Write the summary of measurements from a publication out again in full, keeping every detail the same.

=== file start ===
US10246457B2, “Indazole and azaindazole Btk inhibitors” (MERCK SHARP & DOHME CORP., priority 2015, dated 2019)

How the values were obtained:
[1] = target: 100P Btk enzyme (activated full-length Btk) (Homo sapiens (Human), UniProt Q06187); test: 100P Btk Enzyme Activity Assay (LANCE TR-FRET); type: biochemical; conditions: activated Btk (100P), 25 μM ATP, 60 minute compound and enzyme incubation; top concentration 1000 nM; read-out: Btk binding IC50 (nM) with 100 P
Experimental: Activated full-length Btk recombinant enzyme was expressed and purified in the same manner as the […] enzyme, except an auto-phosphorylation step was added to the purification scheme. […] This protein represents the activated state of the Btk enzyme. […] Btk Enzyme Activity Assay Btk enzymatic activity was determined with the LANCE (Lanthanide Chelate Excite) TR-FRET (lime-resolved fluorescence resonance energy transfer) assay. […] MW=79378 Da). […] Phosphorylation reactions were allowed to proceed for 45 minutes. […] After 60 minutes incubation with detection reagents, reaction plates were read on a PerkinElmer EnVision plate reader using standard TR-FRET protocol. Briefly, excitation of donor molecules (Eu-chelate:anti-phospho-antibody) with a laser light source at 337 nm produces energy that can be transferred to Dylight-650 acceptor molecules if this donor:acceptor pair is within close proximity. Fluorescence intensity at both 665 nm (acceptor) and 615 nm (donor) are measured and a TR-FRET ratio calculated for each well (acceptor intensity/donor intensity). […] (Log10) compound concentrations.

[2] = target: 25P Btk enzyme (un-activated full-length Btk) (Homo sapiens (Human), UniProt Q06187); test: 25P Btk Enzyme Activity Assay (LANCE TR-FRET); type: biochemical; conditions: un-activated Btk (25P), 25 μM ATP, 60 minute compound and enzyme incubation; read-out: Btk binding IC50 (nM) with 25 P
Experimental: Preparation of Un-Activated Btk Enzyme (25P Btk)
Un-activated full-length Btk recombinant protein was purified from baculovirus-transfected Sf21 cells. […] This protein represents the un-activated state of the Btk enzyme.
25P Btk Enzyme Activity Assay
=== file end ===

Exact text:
US10246457B2, “Indazole and azaindazole Btk inhibitors” (MERCK SHARP & DOHME CORP., priority 2015, dated 2019)

How the values were obtained:
[1] = target: 100P Btk enzyme (activated full-length Btk) (Homo sapiens (Human), UniProt Q06187); test: 100P Btk Enzyme Activity Assay (LANCE TR-FRET); type: biochemical; conditions: activated Btk (100P), 25 μM ATP, 60 minute compound and enzyme incubation; top concentration 1000 nM; read-out: Btk binding IC50 (nM) with 100 P
Experimental: Activated full-length Btk recombinant enzyme was expressed and purified in the same manner as the […] enzyme, except an auto-phosphorylation step was added to the purification scheme. […] This protein represents the activated state of the Btk enzyme. […] Btk Enzyme Activity Assay Btk enzymatic activity was determined with the LANCE (Lanthanide Chelate Excite) TR-FRET (lime-resolved fluorescence resonance energy transfer) assay. […] MW=79378 Da). […] Phosphorylation reactions were allowed to proceed for 45 minutes. […] After 60 minutes incubation with detection reagents, reaction plates were read on a PerkinElmer EnVision plate reader using standard TR-FRET protocol. Briefly, excitation of donor molecules (Eu-chelate:anti-phospho-antibody) with a laser light source at 337 nm produces energy that can be transferred to Dylight-650 acceptor molecules if this donor:acceptor pair is within close proximity. Fluorescence intensity at both 665 nm (acceptor) and 615 nm (donor) are measured and a TR-FRET ratio calculated for each well (acceptor intensity/donor intensity). […] (Log10) compound concentrations.

[2] = target: 25P Btk enzyme (un-activated full-length Btk) (Homo sapiens (Human), UniProt Q06187); test: 25P Btk Enzyme Activity Assay (LANCE TR-FRET); type: biochemical; conditions: un-activated Btk (25P), 25 μM ATP, 60 minute compound and enzyme incubation; read-out: Btk binding IC50 (nM) with 25 P
Experimental: Preparation of Un-Activated Btk Enzyme (25P Btk)
Un-activated full-length Btk recombinant protein was purified from baculovirus-transfected Sf21 cells. […] This protein represents the un-activated state of the Btk enzyme.
25P Btk Enzyme Activity Assay